Thursday, 3 March 2011


It seems ages since I blogged about Faithfull Close and Jefferies Road in the village being named after two WW2 casualties whose names are on the War Memorial. So here are the names of a couple more roads plus a bit about the Asylum.

You have to know that Stone was once home to the Bucks County Pauper Lunatic Asylum. About 1844 Parliament decreed that every county should build a lunatic asylum and after a great deal of haggling and NIMBYism it was this village which was chosen. The site was out in the country, that is, about 4 miles from Aylesbury, it was on the turnpike road, now the A418, from Aylesbury to Thame and Oxford and had a 'southerly aspect'. Despite all these qualifications it did not have an adequate supply of water which was to cause problems for years to come.
The photo at the head of this blog shows the asylum, which opened in January 1853, from a postcard which probably dates from the late 19th or early 20th century. I'm guessing that the man in uniform on the right hand side of the photo is the gatekeeper, Jeremiah Warren.
The name was changed several times - from County Pauper Lunatic Asylum until after WW1, when it was changed to Bucks Mental Hospital.
The photo of the crest was taken about 5 years ago. In the top photo it can be seen over the main door and was obviously thought worth saving. It's now in the grounds (though unnoticed) of Tindal Hospital in Aylesbury which was once Aylesbury it has a role in providing Mental health facilities. And it's opposite Aylesbury prison, one Victorian building facing another. (I had fun trying to find this, asking people in various establishments round about whether they could direct me to it. It produced frowns and puzzlement and comments of, 'I've seen it but I can't remember where.' Obviously not big enough!!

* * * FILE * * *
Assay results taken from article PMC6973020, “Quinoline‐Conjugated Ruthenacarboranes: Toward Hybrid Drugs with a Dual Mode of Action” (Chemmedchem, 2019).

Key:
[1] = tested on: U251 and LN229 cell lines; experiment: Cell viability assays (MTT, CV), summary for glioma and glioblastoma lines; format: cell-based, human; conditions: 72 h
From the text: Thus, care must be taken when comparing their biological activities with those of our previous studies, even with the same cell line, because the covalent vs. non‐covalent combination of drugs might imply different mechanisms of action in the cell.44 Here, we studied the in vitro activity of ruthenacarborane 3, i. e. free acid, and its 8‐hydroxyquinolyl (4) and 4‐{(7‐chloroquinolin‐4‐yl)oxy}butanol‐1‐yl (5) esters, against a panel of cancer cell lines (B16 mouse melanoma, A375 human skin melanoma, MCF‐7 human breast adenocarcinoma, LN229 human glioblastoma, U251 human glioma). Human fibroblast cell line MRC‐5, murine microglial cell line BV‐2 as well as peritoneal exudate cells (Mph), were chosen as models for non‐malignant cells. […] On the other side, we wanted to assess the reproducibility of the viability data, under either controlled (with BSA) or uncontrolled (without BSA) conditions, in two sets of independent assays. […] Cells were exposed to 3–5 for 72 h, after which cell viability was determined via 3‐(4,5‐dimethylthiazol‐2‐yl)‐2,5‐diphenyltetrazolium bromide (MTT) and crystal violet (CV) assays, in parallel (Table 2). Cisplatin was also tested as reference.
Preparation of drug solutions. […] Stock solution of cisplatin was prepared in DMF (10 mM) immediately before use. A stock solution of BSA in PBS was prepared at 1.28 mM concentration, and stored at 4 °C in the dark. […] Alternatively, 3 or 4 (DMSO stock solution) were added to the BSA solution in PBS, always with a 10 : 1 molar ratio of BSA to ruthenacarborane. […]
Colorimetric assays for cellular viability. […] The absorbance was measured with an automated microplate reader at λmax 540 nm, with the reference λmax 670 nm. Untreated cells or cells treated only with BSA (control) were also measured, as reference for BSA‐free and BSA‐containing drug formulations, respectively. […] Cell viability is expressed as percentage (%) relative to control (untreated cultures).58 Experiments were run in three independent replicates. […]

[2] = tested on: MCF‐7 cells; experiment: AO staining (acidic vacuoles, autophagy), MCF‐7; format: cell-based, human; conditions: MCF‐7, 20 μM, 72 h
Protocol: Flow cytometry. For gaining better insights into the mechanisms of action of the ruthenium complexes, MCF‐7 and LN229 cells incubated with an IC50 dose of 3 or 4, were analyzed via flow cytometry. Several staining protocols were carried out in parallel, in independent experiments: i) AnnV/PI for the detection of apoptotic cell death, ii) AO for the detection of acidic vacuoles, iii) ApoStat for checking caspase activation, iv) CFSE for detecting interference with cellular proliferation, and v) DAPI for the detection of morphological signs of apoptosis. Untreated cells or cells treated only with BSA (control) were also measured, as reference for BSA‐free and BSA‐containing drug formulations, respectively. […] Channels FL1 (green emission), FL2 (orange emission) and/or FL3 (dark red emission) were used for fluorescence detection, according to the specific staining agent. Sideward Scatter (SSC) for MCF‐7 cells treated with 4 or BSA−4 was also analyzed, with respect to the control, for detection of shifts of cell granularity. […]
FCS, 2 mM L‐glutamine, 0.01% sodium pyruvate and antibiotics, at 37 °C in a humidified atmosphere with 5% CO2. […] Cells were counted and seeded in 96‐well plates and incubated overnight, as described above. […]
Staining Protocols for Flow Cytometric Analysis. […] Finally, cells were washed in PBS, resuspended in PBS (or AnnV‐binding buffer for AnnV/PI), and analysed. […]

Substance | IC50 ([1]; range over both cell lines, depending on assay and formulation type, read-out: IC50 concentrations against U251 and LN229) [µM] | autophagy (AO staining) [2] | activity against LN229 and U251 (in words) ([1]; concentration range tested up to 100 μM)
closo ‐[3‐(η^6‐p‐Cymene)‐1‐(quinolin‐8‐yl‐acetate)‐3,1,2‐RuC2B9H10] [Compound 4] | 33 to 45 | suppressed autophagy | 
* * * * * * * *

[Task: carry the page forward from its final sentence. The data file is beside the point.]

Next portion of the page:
When the NHS began in 1948 the name changed again to its final designation - St. John's Hospital. Then it was decided by Bucks CC to demolish this vast building for development, ie, housing. The roads on the site are named for the original wards but this Street was named after a doctor who died in WW2, though his name isn't on the war memorial - he's a 'foreigner' from Scotland.
Aged 25, Norman James Haggar married in Stone Church on 10th September 1939. He served on HMS Kashmir as a Surgeon Lieutenant in the Royal Naval Volunteer Reserve. He died on 9th April 1940, the day the Germans invaded Norway and has no known grave.

This oddly-named road is a name from the 1776 Enclosure Map. [Common land was enclosed taking away the long held rights of the common people to keep a cow, thus losing access to dairy products, and to take fallen wood.] The area it covered then is now a housing estate, part of which is called The Spiert. It has been suggested the name could mean 'a spring' or alternatively a willow plantation. Perhaps it's a bit of both as there are underground springs all over the high ground where the A418 runs now and willow grows near water.

1 comment:

The Party Shop Weymouth said...

Hi Sylvia just found your blog after seaching for my grandmother who i never knew,I are doing a family tree and have found out she died in 1971 in St Johns hospital stone,we now know she was there for several years and was admitted in the late 20s /30s when it was a asylum i was delighted to find your picture of the hospital as it it would have been then when, we do not know the reason she was committed although we do know it was for most of her adult life any further information about the asylum would be of great help to our resurch of our family tree thank you so much Jan x